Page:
The Dry by Jane Harper

The Dry: The Sunday Times Crime Book of the Year 2017 by [Harper, Jane]The Dry was probably one of the most critically acclaimed crime novels of 2017, so I don't know why it's taken me two years to getting round to reading it and I'm sorry I'm so late to this particular party.

Anyway. The Dry opens, incredibly ominously, in a drought-ridden, isolated Australian farming community where the flies are swarming. What they're attracted by is death, and this time it's not the bodies of starving cattle they're buzzing over. The Hadler family has died in what's apparently a classic 'family annihilation' case in which the father, Luke, has murdered his wife and son before turning the gun on himself to avoid facing the failure of the family farm. So why didn't Luke show any previous signs of depression? And why is one member of the family, baby Charlotte, still alive?

Luke's parents, clutching at any possible straw that might reveal that their son didn't kill his family after all, look for help from Aaron Falk, now a police officer who specialises in financial crime, but previously Luke's closest childhood friend. Aaron left Kiewarra as a teenager after another tragedy rocked the small town and although he's never had any desire to return, history with the Hadler family forces him to confront his demons, and with the help of local cop Sergeant Raco, he starts to investigate.

Aaron and Luke, however, shared another secret back in the day, a secret about the death of their friend Ellie - and the people of Kiewarra have not forgotten.

The Dry's biggest strength is the vividness with which Jane Harper describes its oppressive, decaying setting. In Kiewarra, the local schoolchildren draw pictures of brown, barren fields and their sad-faced parents standing beside dying livestock. The heat is relentless, radiating through the very soles of Falk's shoes as he attends the Hadlers' funerals. A huntsman spider lurks on the wall of his hotel room, and the river where he once swam is a cracked, dusty ditch. It's brilliantly atmospheric, and the relentless sunshine is somehow every bit as eerie and foreboding as the mists and darkness of crime fiction from Scandinavia.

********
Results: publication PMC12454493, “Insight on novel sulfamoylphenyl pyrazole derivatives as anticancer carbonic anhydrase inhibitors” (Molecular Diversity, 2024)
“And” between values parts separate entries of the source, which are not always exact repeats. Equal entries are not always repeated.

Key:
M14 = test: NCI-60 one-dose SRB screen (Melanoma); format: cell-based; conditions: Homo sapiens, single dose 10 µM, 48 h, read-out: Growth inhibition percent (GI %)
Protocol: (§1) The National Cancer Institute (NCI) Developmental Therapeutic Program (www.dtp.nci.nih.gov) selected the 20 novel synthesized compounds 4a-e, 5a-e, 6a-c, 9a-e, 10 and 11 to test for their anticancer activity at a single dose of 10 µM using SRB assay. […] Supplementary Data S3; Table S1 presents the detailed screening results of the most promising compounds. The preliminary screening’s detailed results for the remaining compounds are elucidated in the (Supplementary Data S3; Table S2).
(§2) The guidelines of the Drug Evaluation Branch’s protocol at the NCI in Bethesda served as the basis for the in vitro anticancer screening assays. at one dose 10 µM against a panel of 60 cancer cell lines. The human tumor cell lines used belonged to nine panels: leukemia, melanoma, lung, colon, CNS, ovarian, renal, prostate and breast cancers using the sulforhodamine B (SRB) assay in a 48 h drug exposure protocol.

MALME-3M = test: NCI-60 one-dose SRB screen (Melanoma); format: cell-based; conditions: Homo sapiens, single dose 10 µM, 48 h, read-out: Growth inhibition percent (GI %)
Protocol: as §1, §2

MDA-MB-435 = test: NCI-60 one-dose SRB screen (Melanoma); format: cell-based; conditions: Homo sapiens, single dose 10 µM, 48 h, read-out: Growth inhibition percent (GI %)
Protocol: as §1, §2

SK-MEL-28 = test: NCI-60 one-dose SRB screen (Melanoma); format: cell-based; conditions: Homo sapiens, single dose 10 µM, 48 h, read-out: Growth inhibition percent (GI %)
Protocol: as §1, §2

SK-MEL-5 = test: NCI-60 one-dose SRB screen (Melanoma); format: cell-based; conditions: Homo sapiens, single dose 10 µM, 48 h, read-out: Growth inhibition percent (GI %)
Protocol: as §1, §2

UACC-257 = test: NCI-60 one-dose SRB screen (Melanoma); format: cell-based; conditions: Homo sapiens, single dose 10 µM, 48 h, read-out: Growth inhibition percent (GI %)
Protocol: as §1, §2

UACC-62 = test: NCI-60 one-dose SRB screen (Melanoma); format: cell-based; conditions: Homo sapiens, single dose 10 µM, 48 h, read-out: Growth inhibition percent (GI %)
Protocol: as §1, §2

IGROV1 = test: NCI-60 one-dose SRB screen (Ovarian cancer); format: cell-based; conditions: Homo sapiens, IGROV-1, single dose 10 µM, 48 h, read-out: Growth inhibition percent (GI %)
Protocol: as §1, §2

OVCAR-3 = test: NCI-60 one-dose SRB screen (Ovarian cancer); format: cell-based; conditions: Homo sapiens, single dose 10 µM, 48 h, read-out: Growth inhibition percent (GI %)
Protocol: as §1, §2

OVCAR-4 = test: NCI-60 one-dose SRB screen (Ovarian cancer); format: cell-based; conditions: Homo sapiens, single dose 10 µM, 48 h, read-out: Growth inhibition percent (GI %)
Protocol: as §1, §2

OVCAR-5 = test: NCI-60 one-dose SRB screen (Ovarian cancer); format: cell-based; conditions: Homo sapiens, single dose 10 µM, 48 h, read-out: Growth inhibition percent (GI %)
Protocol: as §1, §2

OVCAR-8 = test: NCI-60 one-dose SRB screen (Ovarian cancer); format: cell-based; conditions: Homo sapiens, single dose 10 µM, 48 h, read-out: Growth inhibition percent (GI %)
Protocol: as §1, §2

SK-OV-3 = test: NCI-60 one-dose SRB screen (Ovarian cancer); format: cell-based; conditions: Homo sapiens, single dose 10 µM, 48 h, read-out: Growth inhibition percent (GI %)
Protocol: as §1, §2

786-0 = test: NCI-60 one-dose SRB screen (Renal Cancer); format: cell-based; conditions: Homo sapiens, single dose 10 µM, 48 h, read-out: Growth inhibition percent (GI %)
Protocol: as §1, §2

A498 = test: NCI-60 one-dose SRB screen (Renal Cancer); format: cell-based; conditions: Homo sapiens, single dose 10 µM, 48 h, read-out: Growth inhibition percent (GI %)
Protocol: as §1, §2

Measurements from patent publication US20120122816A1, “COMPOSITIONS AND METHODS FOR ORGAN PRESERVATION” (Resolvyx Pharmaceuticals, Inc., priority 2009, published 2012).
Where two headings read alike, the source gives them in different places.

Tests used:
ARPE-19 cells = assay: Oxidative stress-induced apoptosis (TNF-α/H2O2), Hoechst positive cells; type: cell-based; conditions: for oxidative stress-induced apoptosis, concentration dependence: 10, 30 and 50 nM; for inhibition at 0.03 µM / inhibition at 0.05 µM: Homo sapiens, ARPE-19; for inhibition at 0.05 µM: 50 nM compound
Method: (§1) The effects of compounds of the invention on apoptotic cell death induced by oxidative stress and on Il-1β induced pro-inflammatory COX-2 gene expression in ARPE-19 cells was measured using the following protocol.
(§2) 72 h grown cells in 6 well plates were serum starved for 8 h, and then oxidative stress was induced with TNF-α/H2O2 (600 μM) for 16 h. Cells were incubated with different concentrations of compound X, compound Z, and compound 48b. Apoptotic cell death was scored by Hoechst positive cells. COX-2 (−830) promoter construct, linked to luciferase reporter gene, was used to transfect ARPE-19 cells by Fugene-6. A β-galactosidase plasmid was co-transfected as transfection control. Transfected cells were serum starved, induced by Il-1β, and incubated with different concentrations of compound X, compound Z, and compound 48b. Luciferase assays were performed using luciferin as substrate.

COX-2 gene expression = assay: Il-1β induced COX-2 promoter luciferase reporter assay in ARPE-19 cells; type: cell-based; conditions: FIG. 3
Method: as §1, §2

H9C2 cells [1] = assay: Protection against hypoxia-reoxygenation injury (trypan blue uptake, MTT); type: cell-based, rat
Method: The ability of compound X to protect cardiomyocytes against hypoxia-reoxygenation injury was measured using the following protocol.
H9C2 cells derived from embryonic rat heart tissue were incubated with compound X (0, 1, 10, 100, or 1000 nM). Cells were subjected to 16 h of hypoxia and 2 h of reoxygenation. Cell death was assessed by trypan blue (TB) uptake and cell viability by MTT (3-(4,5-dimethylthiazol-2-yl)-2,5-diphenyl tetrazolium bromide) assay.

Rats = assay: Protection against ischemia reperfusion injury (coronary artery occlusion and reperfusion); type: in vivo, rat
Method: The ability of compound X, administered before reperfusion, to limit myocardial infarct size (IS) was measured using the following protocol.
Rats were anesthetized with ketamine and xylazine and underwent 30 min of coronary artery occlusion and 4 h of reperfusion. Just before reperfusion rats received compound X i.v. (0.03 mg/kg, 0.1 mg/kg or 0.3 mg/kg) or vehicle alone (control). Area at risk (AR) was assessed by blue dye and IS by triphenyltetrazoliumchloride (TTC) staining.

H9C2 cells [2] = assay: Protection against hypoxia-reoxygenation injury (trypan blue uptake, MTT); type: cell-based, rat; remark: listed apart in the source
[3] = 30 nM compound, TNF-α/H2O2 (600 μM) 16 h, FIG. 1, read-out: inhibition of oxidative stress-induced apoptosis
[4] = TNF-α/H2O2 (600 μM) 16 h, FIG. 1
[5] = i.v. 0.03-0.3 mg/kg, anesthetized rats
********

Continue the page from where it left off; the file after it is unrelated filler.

The characters, too, feel credible and real - they're people you feel you could easily meet, even if, like me, you've never set foot down under. And the plot - always the main driver of a successful crime novel - is as gripping and twisty as you'd hope. Although I didn't get round to reading The Dry when it was a publishing sensation a couple of years ago, I'm so glad I finally made the effort as it's an excellent, extremely well-written mystery.

I read most of this book on my Kindle but when I was struggling to sleep on holiday, I also listened to a few sections as an audiobook, so it would be remiss of me not to mention that if you're an audiobook listener, this one is very well-read by Australian actor Stephen Shanahan and I'd heartily recommend it.